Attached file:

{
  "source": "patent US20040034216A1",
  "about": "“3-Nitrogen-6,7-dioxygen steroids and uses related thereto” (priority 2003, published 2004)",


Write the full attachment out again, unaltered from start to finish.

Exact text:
{
  "source": "patent US20040034216A1",
  "about": "“3-Nitrogen-6,7-dioxygen steroids and uses related thereto” (priority 2003, published 2004)",